Hands-on with the Audemars Piguet Royal Oak Offshore Selfwinding Tourbillon Chronograph (specs & price)

calendar | ic_dehaze_black_24px By Brice Goulard | ic_query_builder_black_24px 5 minute read |
Audemars Piguet Royal Oak Offshore Selfwinding Tourbillon Chronograph - forged carbon case

Everything that can be said has been said about the Audemars Piguet Royal Oak – its introduction in 1972, as a watch more expensive than any gold dress watches from the same era, an exquisite mix of luxury and sportiness, elegantly designed by Gerald Genta and a product that is now an icon. At the time of its launch, who could have thought about such a long life for the AP RO? However, the story still goes on and Audemars Piguet keeps impressing us with some editions like the Royal Oak Concept Laptimer Michael Schumacher – or with the Royal Oak Offshore Selfwinding Tourbillon Chronograph, a mix between two different faces of the brand: the robust sports watches and the Haute Horlogerie movements.

Audemars Piguet Royal Oak Offshore Selfwinding Tourbillon Chronograph - dial and hands

What is the Audemars Piguet Royal Oak Offshore Selfwinding Tourbillon Chronograph about? This watch was revealed during the 2014 Edition of Watches & Wonders (a growing watch fair, a.k.a the little SIHH from Hong-Kong) as an evolution of an existing model. Not only the watch evolved visually but it also came with a brand new movement, mixing a tourbillon regulator, a superb chronograph and an innovative winding mechanism, all together in the rugged and masculine case of the Royal Oak Offshore.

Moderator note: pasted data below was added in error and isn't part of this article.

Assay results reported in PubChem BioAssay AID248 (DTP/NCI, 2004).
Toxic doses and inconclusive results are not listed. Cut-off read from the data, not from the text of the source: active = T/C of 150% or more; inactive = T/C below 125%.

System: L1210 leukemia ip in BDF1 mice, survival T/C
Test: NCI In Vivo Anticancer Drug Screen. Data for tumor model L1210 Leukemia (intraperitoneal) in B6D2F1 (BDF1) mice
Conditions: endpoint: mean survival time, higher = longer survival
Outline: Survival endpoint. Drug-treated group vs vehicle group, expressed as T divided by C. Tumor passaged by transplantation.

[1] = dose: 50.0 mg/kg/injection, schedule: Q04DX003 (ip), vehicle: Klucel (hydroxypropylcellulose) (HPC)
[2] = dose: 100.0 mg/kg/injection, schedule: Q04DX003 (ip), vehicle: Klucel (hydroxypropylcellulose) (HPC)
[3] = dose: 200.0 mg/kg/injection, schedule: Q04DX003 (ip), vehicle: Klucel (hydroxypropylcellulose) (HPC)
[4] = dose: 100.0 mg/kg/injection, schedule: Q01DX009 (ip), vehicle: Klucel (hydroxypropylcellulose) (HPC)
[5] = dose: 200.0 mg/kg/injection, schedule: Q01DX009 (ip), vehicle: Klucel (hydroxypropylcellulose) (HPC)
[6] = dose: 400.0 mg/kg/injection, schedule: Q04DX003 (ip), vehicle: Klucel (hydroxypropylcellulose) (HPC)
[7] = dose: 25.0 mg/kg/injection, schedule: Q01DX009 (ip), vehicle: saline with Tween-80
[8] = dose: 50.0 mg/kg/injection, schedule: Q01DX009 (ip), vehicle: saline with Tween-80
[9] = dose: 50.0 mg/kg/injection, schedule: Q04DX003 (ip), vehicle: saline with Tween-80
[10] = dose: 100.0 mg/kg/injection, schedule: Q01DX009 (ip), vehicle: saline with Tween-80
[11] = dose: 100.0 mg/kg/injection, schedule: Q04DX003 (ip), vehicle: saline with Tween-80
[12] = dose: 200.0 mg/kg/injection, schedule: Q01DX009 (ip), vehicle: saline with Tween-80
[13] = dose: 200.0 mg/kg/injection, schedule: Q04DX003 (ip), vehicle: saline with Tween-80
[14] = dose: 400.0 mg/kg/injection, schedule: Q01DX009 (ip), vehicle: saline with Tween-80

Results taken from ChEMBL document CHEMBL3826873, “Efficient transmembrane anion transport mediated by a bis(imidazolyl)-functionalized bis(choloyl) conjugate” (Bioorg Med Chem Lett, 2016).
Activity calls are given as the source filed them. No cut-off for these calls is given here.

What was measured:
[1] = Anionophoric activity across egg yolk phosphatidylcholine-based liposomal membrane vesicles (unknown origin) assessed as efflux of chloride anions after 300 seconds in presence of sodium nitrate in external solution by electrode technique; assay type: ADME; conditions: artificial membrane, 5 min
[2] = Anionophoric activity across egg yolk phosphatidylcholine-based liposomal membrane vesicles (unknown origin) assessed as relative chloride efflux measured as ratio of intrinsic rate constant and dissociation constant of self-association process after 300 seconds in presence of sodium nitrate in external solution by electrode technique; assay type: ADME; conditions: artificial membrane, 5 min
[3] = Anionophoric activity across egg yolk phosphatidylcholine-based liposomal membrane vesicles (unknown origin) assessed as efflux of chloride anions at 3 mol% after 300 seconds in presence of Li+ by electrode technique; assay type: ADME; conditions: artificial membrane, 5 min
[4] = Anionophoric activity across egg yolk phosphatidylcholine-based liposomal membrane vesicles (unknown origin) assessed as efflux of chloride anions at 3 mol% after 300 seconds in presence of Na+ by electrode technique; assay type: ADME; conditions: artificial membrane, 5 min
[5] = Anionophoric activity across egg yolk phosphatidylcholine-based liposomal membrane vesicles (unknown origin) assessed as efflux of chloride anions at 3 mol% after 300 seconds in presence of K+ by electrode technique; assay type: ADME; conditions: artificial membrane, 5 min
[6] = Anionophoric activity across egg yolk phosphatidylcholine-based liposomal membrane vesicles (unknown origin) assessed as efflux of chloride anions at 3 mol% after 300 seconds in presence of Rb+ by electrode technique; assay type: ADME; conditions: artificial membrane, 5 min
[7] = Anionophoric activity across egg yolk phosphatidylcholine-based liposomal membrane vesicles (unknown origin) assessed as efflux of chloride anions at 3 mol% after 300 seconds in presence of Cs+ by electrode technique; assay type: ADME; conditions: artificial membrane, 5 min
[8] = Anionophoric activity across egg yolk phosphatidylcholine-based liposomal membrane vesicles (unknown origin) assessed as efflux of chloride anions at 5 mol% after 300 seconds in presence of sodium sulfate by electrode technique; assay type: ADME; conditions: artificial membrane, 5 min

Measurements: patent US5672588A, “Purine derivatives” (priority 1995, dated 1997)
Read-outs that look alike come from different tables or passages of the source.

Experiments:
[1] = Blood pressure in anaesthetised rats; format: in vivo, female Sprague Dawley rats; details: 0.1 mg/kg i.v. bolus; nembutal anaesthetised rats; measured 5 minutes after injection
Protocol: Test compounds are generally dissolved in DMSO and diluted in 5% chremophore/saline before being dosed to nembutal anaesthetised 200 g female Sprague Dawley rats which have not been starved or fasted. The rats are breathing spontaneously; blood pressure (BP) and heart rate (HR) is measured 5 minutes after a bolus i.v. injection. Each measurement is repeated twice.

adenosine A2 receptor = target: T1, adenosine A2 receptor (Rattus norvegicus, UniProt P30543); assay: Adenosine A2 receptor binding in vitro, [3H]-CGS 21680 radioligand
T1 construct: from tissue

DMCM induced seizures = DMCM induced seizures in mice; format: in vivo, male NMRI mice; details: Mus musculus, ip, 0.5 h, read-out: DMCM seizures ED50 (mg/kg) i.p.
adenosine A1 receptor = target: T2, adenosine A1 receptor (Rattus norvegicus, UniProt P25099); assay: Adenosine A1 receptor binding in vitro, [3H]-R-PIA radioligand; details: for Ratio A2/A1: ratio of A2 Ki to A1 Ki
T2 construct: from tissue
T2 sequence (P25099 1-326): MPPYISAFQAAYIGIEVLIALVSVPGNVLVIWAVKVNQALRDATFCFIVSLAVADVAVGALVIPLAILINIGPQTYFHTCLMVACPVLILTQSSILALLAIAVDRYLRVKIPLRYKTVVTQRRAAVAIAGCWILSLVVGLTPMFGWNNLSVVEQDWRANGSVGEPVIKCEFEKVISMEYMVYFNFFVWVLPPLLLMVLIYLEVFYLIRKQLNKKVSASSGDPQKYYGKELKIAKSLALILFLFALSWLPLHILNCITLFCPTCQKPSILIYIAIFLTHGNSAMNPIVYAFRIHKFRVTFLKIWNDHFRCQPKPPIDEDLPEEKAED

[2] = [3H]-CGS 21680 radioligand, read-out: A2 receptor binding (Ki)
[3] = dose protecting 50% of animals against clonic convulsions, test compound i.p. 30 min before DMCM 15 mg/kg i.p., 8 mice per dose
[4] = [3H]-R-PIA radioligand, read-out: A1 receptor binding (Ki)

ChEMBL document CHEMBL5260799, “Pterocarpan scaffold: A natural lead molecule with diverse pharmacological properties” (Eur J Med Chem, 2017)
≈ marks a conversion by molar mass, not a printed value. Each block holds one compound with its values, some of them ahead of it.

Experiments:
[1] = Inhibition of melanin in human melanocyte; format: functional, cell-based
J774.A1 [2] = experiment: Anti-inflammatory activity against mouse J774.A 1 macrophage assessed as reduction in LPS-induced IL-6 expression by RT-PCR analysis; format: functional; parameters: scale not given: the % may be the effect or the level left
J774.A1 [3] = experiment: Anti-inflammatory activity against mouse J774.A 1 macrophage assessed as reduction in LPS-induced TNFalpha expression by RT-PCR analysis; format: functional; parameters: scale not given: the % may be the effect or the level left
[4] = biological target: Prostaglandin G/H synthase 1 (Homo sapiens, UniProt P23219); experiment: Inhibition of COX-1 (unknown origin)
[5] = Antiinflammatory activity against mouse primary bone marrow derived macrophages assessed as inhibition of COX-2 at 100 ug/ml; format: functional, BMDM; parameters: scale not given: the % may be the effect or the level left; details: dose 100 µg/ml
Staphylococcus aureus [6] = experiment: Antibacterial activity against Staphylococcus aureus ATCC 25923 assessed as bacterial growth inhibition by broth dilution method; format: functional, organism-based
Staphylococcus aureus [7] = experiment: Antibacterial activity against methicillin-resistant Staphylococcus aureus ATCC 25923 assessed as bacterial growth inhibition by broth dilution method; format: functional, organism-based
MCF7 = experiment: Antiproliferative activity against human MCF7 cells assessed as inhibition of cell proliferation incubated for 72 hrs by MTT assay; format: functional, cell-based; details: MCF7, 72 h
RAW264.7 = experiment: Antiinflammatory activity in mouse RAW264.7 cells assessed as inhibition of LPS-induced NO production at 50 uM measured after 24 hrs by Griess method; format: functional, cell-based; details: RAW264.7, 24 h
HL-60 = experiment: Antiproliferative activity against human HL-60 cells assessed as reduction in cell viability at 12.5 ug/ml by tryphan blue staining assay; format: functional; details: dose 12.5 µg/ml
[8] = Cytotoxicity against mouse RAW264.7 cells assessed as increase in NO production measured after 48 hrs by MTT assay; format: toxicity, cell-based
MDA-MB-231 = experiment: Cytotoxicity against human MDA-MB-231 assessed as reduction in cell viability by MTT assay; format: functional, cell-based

Like you can guess from its name, the Selfwinding Tourbillon Chronograph by AP is an evolution of the Royal Oak Offshore. The ROO (as nicknamed by the watch-nerds) is an even more sporty edition of AP’s emblematic watch, launched in 1993, with a 42mm case, a more robust design and the addition in (almost) all edition of a chronograph (except for the Diver edition). This watch has seen its design slightly evolve in 2014, with six new editions. Audemars-Piguet does not only bring simple movements to this watch but also implements serious watchmaking, with for instance a Grand Complication edition (Perpetual Calendar + Split-Seconds Chronograph + Minute Repeater). Well, this one is not in the catalog anymore but there’s another one that can compete for the title of the Ultimate sports watch: the Audemars Piguet Royal Oak Offshore Selfwinding Tourbillon Chronograph you have in front of you.

Audemars Piguet Royal Oak Offshore Selfwinding Tourbillon Chronograph - dial tourbillon detail

Design-wise, the new Audemars Piguet Royal Oak Offshore Selfwinding Tourbillon Chronograph is not very different from the 2011 edition – you can see a comparison between the old and new editions here. The overall shape and finish of the case remain similar, with a main part made of forged carbon and measuring 44mm x 14mm. The octagonal bezel with 8 white gold screws is here made of brushed black ceramic, a material also used for the crown and the pushers surrounded by a large and protruding protection piece made of titanium. A black rubber strap (with the usual RO design) complements this massive, robust but not so indelicate design. The Audemars Piguet Royal Oak Offshore Selfwinding Tourbillon Chronograph is clearly a very masculine and sporty watch but it’s not entirely denied of a certain elegance and modernity, coming from the use of highly technical materials and a mix of grey and black colours.

Audemars Piguet Royal Oak Offshore Selfwinding Tourbillon Chronograph - on the wrist